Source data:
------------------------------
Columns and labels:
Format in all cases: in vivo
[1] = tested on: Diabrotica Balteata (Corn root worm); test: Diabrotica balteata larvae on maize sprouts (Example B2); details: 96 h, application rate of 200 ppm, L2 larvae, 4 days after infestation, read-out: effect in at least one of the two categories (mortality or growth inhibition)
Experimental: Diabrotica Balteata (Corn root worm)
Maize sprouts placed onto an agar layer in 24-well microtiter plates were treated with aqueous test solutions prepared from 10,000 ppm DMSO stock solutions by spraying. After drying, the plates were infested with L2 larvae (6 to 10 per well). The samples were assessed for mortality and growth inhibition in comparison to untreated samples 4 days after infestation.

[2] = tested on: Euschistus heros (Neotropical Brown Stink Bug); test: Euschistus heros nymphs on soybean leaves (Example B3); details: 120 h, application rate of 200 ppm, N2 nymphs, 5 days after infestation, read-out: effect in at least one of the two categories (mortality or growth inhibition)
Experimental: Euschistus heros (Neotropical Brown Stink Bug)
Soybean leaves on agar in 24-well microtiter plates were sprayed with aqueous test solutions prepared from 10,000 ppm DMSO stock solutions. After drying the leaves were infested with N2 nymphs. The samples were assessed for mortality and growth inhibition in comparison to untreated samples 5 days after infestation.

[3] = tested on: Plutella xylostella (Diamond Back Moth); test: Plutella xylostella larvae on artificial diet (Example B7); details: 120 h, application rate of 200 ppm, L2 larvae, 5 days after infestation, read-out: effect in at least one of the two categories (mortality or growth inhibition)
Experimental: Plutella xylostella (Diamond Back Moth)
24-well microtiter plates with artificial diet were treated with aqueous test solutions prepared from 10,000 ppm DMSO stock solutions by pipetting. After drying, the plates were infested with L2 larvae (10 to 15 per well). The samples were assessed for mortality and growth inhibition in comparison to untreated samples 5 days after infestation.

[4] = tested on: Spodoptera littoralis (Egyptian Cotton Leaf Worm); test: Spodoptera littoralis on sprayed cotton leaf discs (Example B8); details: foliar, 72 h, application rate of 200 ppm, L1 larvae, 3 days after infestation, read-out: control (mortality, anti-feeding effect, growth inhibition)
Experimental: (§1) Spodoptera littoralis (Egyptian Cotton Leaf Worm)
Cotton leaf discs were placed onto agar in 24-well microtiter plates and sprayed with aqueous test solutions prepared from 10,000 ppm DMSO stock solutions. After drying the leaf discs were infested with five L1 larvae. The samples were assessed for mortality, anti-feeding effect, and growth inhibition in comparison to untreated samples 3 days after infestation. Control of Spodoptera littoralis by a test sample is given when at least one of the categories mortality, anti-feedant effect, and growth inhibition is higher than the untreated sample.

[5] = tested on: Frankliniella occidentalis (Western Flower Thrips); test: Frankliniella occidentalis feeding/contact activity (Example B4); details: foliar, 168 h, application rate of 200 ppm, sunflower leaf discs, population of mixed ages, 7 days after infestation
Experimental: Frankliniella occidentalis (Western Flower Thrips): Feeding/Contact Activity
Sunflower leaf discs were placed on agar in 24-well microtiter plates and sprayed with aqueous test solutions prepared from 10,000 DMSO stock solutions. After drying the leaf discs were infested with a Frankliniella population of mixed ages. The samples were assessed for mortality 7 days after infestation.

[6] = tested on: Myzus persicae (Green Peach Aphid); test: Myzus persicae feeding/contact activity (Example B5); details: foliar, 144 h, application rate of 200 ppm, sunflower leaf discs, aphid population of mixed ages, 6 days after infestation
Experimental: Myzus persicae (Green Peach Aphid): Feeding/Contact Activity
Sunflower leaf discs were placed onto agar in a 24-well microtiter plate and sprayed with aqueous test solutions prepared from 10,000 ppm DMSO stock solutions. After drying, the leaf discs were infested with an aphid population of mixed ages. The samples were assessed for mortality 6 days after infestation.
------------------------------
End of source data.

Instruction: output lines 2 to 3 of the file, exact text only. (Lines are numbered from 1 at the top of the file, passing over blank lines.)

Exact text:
Format in all cases: in vivo
[1] = tested on: Diabrotica Balteata (Corn root worm); test: Diabrotica balteata larvae on maize sprouts (Example B2); details: 96 h, application rate of 200 ppm, L2 larvae, 4 days after infestation, read-out: effect in at least one of the two categories (mortality or growth inhibition)